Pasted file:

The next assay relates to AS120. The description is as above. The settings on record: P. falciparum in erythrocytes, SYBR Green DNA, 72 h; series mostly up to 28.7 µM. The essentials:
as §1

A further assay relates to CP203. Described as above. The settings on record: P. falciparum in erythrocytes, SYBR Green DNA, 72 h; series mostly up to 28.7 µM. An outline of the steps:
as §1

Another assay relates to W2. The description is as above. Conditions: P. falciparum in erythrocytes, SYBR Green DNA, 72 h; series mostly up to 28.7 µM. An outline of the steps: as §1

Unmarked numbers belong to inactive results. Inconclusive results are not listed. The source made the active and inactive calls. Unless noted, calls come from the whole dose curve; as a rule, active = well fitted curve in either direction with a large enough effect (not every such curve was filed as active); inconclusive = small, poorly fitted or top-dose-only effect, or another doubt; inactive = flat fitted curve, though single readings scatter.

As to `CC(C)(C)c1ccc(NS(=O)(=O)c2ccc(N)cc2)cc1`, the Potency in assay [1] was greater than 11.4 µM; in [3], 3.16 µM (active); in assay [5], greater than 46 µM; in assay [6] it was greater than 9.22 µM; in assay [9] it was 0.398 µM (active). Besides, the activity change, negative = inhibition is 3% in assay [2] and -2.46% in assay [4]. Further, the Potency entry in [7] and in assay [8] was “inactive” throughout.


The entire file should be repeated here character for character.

The next assay relates to AS120. The description is as above. The settings on record: P. falciparum in erythrocytes, SYBR Green DNA, 72 h; series mostly up to 28.7 µM. The essentials:
as §1

A further assay relates to CP203. Described as above. The settings on record: P. falciparum in erythrocytes, SYBR Green DNA, 72 h; series mostly up to 28.7 µM. An outline of the steps:
as §1

Another assay relates to W2. The description is as above. Conditions: P. falciparum in erythrocytes, SYBR Green DNA, 72 h; series mostly up to 28.7 µM. An outline of the steps: as §1

Unmarked numbers belong to inactive results. Inconclusive results are not listed. The source made the active and inactive calls. Unless noted, calls come from the whole dose curve; as a rule, active = well fitted curve in either direction with a large enough effect (not every such curve was filed as active); inconclusive = small, poorly fitted or top-dose-only effect, or another doubt; inactive = flat fitted curve, though single readings scatter.

As to `CC(C)(C)c1ccc(NS(=O)(=O)c2ccc(N)cc2)cc1`, the Potency in assay [1] was greater than 11.4 µM; in [3], 3.16 µM (active); in assay [5], greater than 46 µM; in assay [6] it was greater than 9.22 µM; in assay [9] it was 0.398 µM (active). Besides, the activity change, negative = inhibition is 3% in assay [2] and -2.46% in assay [4]. Further, the Potency entry in [7] and in assay [8] was “inactive” throughout.